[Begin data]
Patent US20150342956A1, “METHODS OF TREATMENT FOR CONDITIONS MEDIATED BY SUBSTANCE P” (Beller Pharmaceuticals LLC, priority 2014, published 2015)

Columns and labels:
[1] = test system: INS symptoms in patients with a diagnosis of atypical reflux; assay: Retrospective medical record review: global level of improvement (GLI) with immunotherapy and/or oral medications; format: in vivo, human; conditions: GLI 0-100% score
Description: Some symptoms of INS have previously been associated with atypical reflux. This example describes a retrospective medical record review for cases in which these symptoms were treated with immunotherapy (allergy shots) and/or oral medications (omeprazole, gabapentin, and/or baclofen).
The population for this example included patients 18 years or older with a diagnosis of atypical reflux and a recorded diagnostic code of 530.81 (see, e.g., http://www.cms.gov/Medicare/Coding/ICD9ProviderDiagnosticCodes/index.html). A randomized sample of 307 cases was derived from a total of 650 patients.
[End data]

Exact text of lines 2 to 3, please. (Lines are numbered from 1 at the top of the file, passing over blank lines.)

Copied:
Columns and labels:
[1] = test system: INS symptoms in patients with a diagnosis of atypical reflux; assay: Retrospective medical record review: global level of improvement (GLI) with immunotherapy and/or oral medications; format: in vivo, human; conditions: GLI 0-100% score